A flamboyance of flamingos

The English language is full of surprises.

The other day I was reading about flamingos and was, well, tickled pink when I learned what a group of flamingos is called: A group of these leggy, gregarious pink birds is a flamboyant. The word “flamboyance” means “strikingly bold and showy,” a description that fits these birds to a tee.

Finding out this fun fact got me wondering about other interesting collective nouns for animals. What I found did not disappoint.

Any guesses what you call a group of lizards sunning themselves on a rock? That would be a lounge. You may be familiar with a different type of lounge lizard, too—the human variety. The term was coined in the early 1900s to refer to a man who frequents clubs and bars in search of female companionship.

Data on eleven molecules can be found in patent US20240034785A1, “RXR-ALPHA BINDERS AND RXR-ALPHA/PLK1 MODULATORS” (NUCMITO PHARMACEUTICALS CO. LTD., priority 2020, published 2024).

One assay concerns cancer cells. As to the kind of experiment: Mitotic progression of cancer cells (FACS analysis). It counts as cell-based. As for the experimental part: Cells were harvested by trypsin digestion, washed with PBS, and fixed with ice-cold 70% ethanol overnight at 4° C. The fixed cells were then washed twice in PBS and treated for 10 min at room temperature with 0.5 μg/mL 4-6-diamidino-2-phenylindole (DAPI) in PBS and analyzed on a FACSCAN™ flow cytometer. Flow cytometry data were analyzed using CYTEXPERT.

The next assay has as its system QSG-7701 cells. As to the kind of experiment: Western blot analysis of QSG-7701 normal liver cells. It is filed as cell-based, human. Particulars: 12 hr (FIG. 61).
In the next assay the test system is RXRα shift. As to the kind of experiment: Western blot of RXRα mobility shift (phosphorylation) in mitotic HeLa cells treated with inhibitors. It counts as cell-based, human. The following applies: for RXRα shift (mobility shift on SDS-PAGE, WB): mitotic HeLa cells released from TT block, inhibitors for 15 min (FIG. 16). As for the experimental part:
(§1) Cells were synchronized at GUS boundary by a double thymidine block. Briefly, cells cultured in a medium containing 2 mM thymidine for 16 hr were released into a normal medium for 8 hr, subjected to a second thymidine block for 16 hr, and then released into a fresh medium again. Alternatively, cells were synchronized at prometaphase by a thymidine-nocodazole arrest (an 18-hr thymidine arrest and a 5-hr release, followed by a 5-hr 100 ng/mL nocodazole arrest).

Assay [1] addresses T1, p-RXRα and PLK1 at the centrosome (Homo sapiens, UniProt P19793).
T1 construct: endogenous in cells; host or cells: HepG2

A group of hippos is called a bloat. With their wide barrel shape, hippos really do look permanently bloated. A typical “bloat” in the wild would consist of one male hippo hanging out with 10 to 20 females.

One more. The next time you see a group of ducks in a pond, you’ll know that you’re looking at a raft of ducks. Quite an adorable name for these little pedaling bobbers, don’t you think?

What other unusual animal names have you heard?

By Stephanie Levis, an Editor with TalentMEDIA Services.

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